When I look back over this past semester, I think there are at least three skills I have further developed: (1) reading comprehension, (2) writing, and (3) comparing and contrasting philosophers.

First, my reading comprehension improved throughout the semester — particularly my philosophy reading comprehension. Reading Kant was incredibly difficult, and there were times where I wasn’t sure if I was comprehending anything. However, I pushed through the reading. In the moment, it didn’t really feel worth it, but in the long run I think it was. After we read Kant, the other readings felt easier to understand. I learned…


In chapter four of What We Owe to Each Other, Scanlon introduces one of the two questions that he seeks to answer in his book: why should we do good things and not do bad things? This seems like a simple question. Just don’t do bad things because they are bad. However, when someone asks this question, they have something deeper in mind that a simple answer like “bad things are bad” does not address.

Scanlon proposes that throughout the history of philosophy, two accounts of moral motivation have been proposed: a formal account and a substantive account. …


As I read Scanlon’s article “Contractualism and Utilitarianism,” I was surprised by how modest contractualism is as a moral theory. Scanlon argues that “An act is wrong if its performance under the circumstances would be disallowed by any system of rules for the general regulation of behaviour which no one could reasonably reject as a basis for informed, unforced general agreement” (Scanlon, 110). This conception of morality differs greatly from utilitarianism in several ways, yet utilitarianism could potentially coexist with it.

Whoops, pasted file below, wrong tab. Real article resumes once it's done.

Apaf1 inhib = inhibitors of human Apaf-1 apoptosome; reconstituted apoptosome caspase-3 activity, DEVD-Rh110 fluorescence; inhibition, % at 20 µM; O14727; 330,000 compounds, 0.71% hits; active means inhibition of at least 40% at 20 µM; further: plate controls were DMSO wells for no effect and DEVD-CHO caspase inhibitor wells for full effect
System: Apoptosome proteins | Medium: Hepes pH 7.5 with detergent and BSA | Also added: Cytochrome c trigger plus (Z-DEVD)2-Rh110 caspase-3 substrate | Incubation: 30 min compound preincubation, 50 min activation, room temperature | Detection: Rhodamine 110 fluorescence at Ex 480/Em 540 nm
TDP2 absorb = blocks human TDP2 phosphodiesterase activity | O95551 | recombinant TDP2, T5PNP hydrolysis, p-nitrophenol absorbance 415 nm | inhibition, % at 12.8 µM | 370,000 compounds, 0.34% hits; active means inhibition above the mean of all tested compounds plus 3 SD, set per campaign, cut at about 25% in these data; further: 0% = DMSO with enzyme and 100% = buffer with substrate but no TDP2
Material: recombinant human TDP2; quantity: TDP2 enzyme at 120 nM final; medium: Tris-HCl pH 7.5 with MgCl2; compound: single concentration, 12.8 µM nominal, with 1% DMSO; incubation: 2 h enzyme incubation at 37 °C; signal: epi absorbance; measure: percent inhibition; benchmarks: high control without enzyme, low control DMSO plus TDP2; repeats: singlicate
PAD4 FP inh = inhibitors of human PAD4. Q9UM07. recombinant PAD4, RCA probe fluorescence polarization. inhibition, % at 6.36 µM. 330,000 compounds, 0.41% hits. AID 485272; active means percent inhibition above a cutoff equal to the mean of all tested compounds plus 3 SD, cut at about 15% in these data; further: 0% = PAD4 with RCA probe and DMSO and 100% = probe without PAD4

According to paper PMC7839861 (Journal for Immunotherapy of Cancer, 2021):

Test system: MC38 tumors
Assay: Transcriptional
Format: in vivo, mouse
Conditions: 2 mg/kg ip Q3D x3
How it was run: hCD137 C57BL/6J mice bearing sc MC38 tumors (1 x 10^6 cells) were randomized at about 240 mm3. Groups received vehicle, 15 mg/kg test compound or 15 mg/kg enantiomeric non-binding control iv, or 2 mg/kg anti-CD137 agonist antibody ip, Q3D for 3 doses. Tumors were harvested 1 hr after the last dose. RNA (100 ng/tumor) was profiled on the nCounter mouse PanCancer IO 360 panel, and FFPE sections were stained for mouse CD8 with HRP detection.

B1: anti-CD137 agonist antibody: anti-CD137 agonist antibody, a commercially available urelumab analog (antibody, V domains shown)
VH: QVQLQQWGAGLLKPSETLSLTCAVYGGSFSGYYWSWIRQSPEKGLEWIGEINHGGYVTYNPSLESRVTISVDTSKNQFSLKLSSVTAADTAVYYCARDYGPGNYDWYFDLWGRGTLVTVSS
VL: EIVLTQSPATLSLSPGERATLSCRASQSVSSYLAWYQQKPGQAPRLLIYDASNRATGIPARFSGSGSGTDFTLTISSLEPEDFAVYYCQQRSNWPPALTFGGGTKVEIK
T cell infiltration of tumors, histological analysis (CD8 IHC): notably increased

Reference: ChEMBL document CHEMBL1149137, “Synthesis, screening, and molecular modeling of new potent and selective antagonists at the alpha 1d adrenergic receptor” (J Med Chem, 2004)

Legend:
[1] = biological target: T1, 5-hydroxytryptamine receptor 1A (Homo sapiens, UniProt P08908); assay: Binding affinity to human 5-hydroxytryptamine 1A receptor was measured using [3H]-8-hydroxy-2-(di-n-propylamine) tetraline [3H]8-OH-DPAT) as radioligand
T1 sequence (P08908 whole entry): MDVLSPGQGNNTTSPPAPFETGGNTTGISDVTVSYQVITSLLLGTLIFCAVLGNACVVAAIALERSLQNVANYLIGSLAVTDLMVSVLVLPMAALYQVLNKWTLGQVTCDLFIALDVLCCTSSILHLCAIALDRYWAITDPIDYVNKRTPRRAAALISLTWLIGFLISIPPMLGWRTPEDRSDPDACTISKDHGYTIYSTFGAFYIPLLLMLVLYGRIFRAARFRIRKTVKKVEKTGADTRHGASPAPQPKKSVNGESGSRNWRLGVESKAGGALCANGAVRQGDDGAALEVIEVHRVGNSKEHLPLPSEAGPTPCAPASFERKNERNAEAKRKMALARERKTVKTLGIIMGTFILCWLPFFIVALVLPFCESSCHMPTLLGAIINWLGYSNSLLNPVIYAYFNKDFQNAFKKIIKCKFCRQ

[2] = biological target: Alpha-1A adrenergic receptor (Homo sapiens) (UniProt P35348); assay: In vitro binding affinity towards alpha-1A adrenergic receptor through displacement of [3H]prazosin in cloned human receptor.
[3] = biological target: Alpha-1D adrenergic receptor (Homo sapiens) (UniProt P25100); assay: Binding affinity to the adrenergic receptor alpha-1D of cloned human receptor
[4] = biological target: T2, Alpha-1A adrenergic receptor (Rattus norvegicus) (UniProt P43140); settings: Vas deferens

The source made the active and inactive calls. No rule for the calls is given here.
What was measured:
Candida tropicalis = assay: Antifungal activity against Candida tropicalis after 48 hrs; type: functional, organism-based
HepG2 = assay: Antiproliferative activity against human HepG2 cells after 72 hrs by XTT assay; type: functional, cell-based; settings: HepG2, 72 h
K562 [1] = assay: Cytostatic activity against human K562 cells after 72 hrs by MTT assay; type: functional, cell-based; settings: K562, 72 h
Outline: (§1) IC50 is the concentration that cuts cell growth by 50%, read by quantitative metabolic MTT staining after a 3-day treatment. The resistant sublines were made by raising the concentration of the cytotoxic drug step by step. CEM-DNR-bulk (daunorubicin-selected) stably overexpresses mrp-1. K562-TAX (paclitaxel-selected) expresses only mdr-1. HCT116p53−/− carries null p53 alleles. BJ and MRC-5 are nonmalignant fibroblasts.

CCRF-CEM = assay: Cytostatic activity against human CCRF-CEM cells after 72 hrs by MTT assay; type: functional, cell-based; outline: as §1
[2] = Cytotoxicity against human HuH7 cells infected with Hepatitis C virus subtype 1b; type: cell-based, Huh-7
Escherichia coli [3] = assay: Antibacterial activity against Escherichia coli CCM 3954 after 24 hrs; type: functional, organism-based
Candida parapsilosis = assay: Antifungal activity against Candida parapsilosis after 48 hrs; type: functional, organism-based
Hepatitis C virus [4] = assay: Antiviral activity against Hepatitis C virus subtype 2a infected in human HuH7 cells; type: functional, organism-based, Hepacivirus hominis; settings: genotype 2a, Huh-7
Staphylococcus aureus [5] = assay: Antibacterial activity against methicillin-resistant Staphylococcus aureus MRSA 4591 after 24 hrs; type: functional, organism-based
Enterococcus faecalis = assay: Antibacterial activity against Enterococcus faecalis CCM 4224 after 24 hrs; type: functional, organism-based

First, whereas utilitarianism is an incredibly demanding moral theory that requires the most happiness possible to be produced for…


In The Right and the Good, W.D. Ross proposes a moral theory that critiques both utilitarianism and Kantian duty-based ethics. His theory can be briefly summarized as: “what makes actions right is that they are productive of more good than could have been produced by any other action open to the agent” (Ross, II).

At first glance, this moral theory sounds a lot like utilitarianism. Utilitarianism also argues that right actions are the ones that produce the most good. However, they narrowly define the only good as pleasure. Ross argues that this is a fatal flaw, because there are plenty…


Sidgwick argues that the virtues are only good insofar as they contribute to the overall happiness of all sentient beings. People come to the conclusion that benevolence, truth-telling, kindness, and justice are good not because these virtues are actually intrinsically good and desirable, but because they tend to promote overall happiness more than their opposites: selfishness, deception, rudeness, and disorder.

When introducing his discussion of benevolence, Sidgwick says, “if we can show that the other virtues are — speaking broadly — all qualities conducive to the happiness of the agent himself or of others, it is evident that Benevolence, whether…

Henry Bolin